10-4-2013 6-50-46 PMIt’s sad to say, but Halloween is no longer the fun kid time of my youth. I remember dressing up as a ghost; you know, you would take an old bed sheet, throw it over your head and hope no one poked your eyes out as the holes were cut, so you could see where you were going. Or if you were lucky, you went to the Big K and bought a costume; mine was C3PO. If you lived in the city, your parents would let you walk around the neighborhood with your friends, maybe a parent walked with you, but more often, the group just walked together and no one bothered them. Afterwards your parents would take you to family and friends houses to trick or treat. You would get all kinds of goodies in your brown paper bag; remember the one you spent time drawing the jack-o-lantern or bats on during art class at school. My favorite goody was the popcorn balls and caramel covered apples made by hand. You would go home and pour out your haul on the kitchen table and start to devour it. Now those were the good old days.

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10-4-2013 6-50-55 PMThose days are long gone. Now you have to worry about every little thing, because if you don’t Halloween could be a disaster that will haunt you the rest of your life. Hopefully, these suggestions will limit the problems you may encounter as you take your children out for a night of trick or treating.

When you are purchasing your child’s costume, remember to pick up some reflective tape to put on the costume or get a reflective bag for the candy; this will make your children easily seen. Plan your route and only go to areas that you are familiar with. If possible let your family and friends know when you are coming by. If you want to go walking in your neighborhood, take a flashlight and walk in well-lit areas. Never go to a house in which you are not acquainted with the residents. Unlike in the good old days, you can’t let your children go out by themselves. There are older kids that may want to play pranks on them, or worse yet, there could be adults that would do harm to your child. Even though you know the people you are going to visit, be careful of unwrapped goodies.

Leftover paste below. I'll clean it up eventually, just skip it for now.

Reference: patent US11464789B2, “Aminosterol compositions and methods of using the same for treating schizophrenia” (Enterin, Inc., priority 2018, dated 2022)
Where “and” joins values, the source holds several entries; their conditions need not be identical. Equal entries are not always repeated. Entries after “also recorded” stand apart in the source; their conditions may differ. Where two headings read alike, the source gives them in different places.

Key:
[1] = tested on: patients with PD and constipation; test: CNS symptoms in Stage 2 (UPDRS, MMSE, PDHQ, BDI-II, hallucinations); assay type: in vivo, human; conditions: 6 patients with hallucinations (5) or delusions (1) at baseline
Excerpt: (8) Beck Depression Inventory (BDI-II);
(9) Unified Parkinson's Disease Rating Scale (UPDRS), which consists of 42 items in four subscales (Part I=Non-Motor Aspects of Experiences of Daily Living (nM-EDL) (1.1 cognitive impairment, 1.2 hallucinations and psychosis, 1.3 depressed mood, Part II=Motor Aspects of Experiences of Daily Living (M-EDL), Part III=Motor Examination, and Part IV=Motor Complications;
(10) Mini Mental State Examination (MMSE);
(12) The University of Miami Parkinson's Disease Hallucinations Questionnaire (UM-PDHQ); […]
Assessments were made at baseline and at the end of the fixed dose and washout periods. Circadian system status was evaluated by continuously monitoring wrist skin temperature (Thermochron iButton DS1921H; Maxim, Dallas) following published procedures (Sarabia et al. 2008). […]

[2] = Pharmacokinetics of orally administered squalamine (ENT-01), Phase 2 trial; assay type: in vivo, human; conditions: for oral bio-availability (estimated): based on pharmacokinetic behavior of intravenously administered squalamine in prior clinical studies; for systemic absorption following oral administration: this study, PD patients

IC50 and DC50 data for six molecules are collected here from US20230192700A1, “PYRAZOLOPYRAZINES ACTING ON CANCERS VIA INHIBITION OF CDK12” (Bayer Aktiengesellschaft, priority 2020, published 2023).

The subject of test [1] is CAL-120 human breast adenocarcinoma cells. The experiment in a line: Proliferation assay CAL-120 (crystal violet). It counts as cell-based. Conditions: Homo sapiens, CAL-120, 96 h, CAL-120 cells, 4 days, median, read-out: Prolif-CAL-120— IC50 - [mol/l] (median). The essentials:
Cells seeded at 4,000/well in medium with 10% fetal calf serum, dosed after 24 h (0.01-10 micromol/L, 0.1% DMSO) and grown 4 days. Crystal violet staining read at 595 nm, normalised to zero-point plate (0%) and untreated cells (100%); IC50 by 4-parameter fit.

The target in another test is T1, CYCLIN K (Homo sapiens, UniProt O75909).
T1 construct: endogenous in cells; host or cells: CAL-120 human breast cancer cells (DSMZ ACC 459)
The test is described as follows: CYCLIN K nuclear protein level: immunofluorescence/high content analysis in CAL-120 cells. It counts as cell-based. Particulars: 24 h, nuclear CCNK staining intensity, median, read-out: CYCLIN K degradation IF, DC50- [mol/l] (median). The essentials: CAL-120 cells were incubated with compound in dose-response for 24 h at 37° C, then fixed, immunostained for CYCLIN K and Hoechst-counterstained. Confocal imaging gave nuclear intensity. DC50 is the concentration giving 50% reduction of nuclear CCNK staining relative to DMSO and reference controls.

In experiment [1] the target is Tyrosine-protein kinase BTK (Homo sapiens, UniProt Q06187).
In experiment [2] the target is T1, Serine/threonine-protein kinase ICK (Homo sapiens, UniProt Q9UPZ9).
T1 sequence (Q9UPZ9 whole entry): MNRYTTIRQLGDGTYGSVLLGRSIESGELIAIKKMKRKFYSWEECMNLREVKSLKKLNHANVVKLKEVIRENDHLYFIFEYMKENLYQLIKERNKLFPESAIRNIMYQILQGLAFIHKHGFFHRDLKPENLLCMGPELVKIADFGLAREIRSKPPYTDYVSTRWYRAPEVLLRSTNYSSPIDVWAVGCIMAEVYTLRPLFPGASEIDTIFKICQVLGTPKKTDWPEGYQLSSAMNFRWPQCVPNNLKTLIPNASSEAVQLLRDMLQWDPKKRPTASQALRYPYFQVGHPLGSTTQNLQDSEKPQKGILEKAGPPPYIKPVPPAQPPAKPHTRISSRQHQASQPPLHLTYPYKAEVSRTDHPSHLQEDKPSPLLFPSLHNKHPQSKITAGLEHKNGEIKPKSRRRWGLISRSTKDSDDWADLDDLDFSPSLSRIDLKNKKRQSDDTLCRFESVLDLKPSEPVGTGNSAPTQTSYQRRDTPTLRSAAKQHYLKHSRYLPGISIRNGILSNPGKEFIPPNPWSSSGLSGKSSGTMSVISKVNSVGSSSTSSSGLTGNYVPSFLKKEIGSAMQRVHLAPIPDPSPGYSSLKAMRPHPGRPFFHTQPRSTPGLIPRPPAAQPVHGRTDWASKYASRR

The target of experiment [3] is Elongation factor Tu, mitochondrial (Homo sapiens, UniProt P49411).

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If you are new to the area, you might need an alternative solution to the trick or treating activity. Let me make a suggestion; some churches and civic groups in the area will have a night of activities for the kids. This would be a good way to meet other parents with children of similar ages and will most likely be in a safe environment for the children.

Regardless of which method you wish to use, please do not advertise that you are not at home on the social media and leave some lights on.

Have a safe and Happy Halloween.
By: Brian Black – Operations Manager of Madison Security Group

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9-20-2013 8-10-44 PMAs I have written before regarding the importance of Security Officers, I thought that this article would shed light on how stressful the job can be, and how unfortunate situations can arise.

As a member of Private Officers International, what we try to do is promote awareness regarding the importance of Security Guards, and the need for more advanced training.
Five security officers have committed suicide during the past three weeks.

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While shocking, it is not uncommon among law enforcement, the military, emergency workers or those who work in high stressed and dangerous jobs, or in positions where life and death is the norm.

In fact, more law enforcement officers die at their own hand than are killed in the line of duty, according to the Badge of Life Mental Health Foundation. While many may not think of private security officers as emergency responders or working in high risk environments, the fact is, today’s private protectors are involved in hundreds of armed confrontations, thousands of assaults where they become the victim, and respond to every type of incident, emergency or chaotic situation that you can imagine. Often they are thrust into do or die moments where they must make split second decisions that they are often not trained or prepared for.